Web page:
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This is the location of Manuel Dominguez's 75,000-acre Rancho San Pedro, where the Battle of Dominguez was fought. One of the many conflicts during the American military's two attempts to capture Los Angeles during the Mexican War. This battle resulted in a victory for local Mexican forces. This battle is also known as "The Battle of the Old Woman's Gun."


  • Manual Dominguez Rancho
  • Front of Dominguez Rancho and garden
  • Reenactment of battle
  • Dead Man's Island/Island of the Dead in 1928 with remains of the four dead American servicemen.
  • Artist rendition of battle a few years afterwards
  • Old Woman's Gun today
  • Route of Gillespie and the American force after retreating from Los Angeles. Battle of Dominguez would commence shortly after.
  • Route of Gillespie to Rancho Dominguez, Mervine's route from bay to rescue Gillespie and their subseguent retreat from Dominguez to American Naval ships after Battle of Dominguez

Rancho San Pedro: 

Juan Jose Dominguez (1736–1809), a Spanish soldier, arrived in San Diego, in 1769 with Fernando Rivera y Moncando and served with the Gaspar de Portola expedition and, along with Junipero Serra, traveled to San Juan Capistrano, San Gabriel, and Monterey. In 1784, Dominguez was granted a concession of 75,000 acres, from the Spanish Empire

Domínguez's original grazing permission stretched from present-day Compton to the Palos Verdes Peninsula but did not become a title to land until it was "re-granted" in 1822 in the Mexican era to Juan José's nephew and heir, Cristóbal Domínguez. Cristóbal died soon afterward, but his three sons settled on the ranch, building adobe homes. The following year Manuel Dominguez, eldest son of Cristóbal Domínguez, married María Engracia de Cota and commenced a successful career raising cattle and serving in a variety of elected and appointed offices in Los Angeles.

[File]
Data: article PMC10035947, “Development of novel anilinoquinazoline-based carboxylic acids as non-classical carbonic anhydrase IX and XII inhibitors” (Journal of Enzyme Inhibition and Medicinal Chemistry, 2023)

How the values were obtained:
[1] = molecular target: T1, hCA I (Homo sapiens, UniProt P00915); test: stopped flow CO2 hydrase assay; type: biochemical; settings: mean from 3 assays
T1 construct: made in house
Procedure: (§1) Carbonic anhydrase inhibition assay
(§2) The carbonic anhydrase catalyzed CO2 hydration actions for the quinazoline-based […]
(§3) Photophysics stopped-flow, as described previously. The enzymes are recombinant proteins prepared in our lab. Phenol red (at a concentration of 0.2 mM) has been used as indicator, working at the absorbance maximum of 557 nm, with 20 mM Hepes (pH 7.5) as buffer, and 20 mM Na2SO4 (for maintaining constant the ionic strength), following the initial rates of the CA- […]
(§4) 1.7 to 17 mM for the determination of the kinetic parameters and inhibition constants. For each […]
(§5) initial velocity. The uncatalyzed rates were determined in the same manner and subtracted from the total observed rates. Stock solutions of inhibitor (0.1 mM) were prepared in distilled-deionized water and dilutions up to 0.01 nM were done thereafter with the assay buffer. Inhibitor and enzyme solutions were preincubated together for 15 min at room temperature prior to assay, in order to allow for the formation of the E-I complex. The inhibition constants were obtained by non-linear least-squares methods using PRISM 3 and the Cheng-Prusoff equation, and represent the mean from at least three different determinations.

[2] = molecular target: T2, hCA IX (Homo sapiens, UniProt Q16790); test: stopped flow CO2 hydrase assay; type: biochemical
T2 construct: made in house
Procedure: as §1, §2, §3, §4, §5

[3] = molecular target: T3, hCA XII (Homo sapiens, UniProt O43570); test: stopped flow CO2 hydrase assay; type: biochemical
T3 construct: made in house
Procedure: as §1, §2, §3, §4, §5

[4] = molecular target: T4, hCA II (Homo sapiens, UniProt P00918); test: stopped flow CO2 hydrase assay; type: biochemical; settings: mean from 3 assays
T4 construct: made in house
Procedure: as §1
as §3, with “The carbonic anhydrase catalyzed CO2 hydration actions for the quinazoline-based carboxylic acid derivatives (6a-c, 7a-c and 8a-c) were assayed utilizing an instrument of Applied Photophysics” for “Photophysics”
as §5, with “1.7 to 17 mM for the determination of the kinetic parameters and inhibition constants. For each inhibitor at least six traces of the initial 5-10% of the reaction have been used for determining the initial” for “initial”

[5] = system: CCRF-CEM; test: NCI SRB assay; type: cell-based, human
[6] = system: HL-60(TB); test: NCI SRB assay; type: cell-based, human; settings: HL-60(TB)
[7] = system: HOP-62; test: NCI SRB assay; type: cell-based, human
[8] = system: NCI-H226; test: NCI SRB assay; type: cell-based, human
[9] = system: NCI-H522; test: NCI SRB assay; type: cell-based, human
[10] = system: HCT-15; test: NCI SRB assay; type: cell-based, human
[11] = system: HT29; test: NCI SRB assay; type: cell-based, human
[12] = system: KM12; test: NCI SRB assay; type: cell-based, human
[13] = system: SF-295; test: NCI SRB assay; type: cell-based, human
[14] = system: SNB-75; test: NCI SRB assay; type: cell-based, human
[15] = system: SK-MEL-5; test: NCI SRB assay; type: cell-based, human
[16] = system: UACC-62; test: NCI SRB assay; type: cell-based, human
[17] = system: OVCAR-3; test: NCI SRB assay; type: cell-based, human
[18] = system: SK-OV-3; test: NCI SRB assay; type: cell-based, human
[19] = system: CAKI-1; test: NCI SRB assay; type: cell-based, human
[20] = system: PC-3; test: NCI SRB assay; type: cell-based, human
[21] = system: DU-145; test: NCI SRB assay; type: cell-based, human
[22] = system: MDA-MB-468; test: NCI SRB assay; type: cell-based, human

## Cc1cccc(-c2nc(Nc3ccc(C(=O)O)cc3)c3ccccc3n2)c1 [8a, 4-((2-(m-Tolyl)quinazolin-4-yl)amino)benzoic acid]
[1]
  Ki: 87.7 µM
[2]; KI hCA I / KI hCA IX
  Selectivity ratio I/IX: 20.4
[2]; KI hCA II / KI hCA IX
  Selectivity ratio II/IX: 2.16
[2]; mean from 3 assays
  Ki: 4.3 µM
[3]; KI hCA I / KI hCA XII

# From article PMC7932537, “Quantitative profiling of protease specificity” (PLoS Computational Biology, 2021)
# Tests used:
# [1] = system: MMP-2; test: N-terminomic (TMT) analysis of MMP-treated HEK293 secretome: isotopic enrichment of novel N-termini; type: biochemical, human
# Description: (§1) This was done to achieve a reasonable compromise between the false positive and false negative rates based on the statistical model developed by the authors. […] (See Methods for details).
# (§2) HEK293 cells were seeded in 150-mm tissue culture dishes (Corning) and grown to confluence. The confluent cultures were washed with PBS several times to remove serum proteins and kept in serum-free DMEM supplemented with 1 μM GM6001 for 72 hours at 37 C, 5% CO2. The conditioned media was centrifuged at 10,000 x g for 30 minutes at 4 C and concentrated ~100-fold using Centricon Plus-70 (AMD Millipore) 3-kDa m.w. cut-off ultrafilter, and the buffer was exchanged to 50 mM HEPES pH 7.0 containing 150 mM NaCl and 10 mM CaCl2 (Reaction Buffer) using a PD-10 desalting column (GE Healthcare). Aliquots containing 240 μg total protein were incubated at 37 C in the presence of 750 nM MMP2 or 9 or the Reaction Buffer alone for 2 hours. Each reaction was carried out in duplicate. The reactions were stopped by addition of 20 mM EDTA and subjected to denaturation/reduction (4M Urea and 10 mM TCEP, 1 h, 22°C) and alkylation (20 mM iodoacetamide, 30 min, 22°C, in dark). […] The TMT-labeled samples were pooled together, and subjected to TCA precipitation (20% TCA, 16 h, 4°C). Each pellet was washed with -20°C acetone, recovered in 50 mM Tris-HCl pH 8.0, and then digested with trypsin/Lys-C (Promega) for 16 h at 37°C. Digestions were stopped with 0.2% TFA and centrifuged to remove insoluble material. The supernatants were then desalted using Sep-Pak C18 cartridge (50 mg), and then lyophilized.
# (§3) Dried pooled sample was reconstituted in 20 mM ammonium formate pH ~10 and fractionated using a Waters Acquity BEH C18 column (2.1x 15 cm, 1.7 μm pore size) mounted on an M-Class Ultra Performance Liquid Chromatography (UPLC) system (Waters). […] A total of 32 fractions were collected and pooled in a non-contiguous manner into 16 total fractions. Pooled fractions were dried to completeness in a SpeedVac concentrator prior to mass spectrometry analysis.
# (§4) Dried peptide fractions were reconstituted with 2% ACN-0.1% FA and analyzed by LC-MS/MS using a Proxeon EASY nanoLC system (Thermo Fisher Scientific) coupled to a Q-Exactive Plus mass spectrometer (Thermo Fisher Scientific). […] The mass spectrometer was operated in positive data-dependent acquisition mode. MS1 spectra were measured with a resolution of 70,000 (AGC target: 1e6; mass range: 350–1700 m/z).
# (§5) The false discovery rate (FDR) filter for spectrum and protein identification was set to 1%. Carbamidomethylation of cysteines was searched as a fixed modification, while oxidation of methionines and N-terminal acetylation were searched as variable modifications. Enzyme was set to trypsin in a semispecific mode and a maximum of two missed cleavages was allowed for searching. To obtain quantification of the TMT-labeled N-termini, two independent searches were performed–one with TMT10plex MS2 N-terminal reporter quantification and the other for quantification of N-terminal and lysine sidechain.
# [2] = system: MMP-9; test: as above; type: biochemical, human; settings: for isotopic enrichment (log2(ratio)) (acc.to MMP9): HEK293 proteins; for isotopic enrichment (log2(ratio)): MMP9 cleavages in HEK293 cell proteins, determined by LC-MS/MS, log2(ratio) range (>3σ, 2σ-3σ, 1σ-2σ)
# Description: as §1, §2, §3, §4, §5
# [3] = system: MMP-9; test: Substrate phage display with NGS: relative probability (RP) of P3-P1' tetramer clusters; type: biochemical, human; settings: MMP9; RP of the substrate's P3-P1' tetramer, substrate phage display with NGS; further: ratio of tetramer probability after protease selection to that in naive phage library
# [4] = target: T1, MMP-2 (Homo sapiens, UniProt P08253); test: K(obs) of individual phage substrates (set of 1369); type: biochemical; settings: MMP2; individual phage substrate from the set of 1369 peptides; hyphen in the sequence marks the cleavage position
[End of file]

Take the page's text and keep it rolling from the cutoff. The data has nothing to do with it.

For many years, a portion of the Rancho San Pedro land grant was contested between the Domínguez and Sepulvida families through various appeals to Spanish Governors and lawsuits from 1817–1883 and was eventually partitioned into seventeen parcels in 1882. The Sepúlveda family was awarded 31,629 acres known as Rancho de los Palos Verdes that later became the cities of the Palos Verdes Peninsula, as well as portions of Torrance and San Pedro.

This location would be a scene of battle that trampled through the peaceful area. 

Battle of Dominguez: 

After receiving word of the Siege of Los Angeles, Commodore Robert F. Stockton sent US Navy Captain William Mervine and the USS Savannah on October 4 to San Pedro to assist Capt. Archibald Gillespie. Arriving on October 6, Mervine set out on October 7 with sailors, marines and bear flaggers (Californios against the Mexican government rule of California) to recapture the town after the small American force in Los Angeles was driven out. 

Mervine's march was poorly planned with little knowledge of the enemy. His troops were armed with an assortment of muskets, cutlasses and pikes; they brought no horses, wagons or cannons.